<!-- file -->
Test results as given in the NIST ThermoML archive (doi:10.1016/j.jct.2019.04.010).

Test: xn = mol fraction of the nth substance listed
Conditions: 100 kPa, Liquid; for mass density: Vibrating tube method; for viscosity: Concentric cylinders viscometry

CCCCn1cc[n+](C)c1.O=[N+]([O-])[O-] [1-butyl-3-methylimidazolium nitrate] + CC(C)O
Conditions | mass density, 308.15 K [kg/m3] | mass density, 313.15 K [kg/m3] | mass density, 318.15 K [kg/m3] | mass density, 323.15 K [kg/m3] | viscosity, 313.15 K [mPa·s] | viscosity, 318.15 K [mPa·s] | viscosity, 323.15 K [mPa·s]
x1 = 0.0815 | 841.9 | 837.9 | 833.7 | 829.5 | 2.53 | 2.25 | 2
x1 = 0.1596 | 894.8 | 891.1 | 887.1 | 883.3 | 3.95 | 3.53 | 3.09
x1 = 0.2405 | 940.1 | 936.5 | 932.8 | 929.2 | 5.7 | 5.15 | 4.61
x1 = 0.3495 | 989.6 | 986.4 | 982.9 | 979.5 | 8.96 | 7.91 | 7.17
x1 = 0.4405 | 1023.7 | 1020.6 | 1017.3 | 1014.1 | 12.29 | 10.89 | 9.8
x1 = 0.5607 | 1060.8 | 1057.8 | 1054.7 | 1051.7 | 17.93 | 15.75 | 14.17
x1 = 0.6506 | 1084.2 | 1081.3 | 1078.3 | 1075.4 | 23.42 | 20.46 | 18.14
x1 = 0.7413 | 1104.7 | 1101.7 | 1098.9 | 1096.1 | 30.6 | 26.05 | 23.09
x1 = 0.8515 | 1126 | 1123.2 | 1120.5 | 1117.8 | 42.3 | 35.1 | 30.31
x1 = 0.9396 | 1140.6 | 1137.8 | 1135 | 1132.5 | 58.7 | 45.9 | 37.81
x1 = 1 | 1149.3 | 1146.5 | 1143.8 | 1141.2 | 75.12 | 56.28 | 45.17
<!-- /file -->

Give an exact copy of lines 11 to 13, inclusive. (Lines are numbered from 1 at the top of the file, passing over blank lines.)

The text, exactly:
x1 = 0.5607 | 1060.8 | 1057.8 | 1054.7 | 1051.7 | 17.93 | 15.75 | 14.17
x1 = 0.6506 | 1084.2 | 1081.3 | 1078.3 | 1075.4 | 23.42 | 20.46 | 18.14
x1 = 0.7413 | 1104.7 | 1101.7 | 1098.9 | 1096.1 | 30.6 | 26.05 | 23.09